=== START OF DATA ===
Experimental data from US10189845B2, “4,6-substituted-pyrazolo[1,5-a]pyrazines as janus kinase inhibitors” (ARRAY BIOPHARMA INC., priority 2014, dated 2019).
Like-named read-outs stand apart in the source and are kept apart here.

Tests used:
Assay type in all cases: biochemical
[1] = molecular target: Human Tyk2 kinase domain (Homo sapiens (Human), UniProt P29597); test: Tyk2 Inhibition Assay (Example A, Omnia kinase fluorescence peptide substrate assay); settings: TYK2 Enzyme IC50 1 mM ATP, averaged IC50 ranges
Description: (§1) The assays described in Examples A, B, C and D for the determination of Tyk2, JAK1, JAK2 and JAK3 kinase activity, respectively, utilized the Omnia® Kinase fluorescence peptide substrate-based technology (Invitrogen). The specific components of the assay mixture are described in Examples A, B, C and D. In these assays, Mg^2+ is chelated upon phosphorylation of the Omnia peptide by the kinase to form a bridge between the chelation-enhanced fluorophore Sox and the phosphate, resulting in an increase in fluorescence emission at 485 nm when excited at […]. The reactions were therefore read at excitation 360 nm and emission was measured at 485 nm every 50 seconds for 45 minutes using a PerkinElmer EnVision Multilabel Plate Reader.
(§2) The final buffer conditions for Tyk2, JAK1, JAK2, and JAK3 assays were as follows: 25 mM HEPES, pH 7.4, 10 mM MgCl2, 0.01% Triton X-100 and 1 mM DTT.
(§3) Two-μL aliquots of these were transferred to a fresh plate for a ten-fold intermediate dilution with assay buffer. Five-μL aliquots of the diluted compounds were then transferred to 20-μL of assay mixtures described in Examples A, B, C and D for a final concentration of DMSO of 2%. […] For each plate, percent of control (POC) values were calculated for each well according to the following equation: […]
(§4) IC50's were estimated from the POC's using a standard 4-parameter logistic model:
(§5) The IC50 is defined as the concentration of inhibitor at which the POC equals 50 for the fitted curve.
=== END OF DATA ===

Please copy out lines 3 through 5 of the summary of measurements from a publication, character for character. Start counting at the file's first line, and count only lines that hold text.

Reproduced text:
Tests used:
Assay type in all cases: biochemical
[1] = molecular target: Human Tyk2 kinase domain (Homo sapiens (Human), UniProt P29597); test: Tyk2 Inhibition Assay (Example A, Omnia kinase fluorescence peptide substrate assay); settings: TYK2 Enzyme IC50 1 mM ATP, averaged IC50 ranges